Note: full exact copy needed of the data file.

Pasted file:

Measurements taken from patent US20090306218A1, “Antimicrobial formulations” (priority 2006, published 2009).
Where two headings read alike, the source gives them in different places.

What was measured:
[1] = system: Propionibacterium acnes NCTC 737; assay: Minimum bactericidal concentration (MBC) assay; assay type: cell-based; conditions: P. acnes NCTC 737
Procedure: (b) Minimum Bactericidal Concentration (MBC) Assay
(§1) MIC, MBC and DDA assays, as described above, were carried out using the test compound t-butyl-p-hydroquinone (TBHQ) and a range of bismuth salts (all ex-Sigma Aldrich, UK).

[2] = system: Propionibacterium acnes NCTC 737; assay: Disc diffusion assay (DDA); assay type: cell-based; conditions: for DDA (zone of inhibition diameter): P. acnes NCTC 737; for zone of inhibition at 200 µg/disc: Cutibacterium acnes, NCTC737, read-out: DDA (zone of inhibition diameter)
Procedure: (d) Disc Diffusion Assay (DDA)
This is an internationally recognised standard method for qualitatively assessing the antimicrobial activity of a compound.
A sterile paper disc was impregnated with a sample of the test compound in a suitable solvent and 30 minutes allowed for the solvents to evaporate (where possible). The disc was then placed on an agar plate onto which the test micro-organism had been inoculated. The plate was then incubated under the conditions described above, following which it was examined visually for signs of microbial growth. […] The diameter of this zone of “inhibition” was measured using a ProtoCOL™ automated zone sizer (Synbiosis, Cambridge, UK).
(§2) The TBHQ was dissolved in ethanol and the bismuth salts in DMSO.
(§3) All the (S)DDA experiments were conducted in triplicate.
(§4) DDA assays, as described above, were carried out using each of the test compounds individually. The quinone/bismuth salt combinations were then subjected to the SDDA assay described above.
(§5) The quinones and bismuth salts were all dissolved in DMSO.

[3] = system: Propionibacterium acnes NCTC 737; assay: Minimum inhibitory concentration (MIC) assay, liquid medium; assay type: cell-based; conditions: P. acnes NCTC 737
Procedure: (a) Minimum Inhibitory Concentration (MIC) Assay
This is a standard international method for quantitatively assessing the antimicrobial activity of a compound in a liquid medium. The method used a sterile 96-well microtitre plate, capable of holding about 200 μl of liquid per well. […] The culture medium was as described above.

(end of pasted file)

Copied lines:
Measurements taken from patent US20090306218A1, “Antimicrobial formulations” (priority 2006, published 2009).
Where two headings read alike, the source gives them in different places.

What was measured:
[1] = system: Propionibacterium acnes NCTC 737; assay: Minimum bactericidal concentration (MBC) assay; assay type: cell-based; conditions: P. acnes NCTC 737
Procedure: (b) Minimum Bactericidal Concentration (MBC) Assay
(§1) MIC, MBC and DDA assays, as described above, were carried out using the test compound t-butyl-p-hydroquinone (TBHQ) and a range of bismuth salts (all ex-Sigma Aldrich, UK).

[2] = system: Propionibacterium acnes NCTC 737; assay: Disc diffusion assay (DDA); assay type: cell-based; conditions: for DDA (zone of inhibition diameter): P. acnes NCTC 737; for zone of inhibition at 200 µg/disc: Cutibacterium acnes, NCTC737, read-out: DDA (zone of inhibition diameter)
Procedure: (d) Disc Diffusion Assay (DDA)
This is an internationally recognised standard method for qualitatively assessing the antimicrobial activity of a compound.
A sterile paper disc was impregnated with a sample of the test compound in a suitable solvent and 30 minutes allowed for the solvents to evaporate (where possible). The disc was then placed on an agar plate onto which the test micro-organism had been inoculated. The plate was then incubated under the conditions described above, following which it was examined visually for signs of microbial growth. […] The diameter of this zone of “inhibition” was measured using a ProtoCOL™ automated zone sizer (Synbiosis, Cambridge, UK).
(§2) The TBHQ was dissolved in ethanol and the bismuth salts in DMSO.
(§3) All the (S)DDA experiments were conducted in triplicate.
(§4) DDA assays, as described above, were carried out using each of the test compounds individually. The quinone/bismuth salt combinations were then subjected to the SDDA assay described above.
(§5) The quinones and bismuth salts were all dissolved in DMSO.

[3] = system: Propionibacterium acnes NCTC 737; assay: Minimum inhibitory concentration (MIC) assay, liquid medium; assay type: cell-based; conditions: P. acnes NCTC 737
Procedure: (a) Minimum Inhibitory Concentration (MIC) Assay
This is a standard international method for quantitatively assessing the antimicrobial activity of a compound in a liquid medium. The method used a sterile 96-well microtitre plate, capable of holding about 200 μl of liquid per well. […] The culture medium was as described above.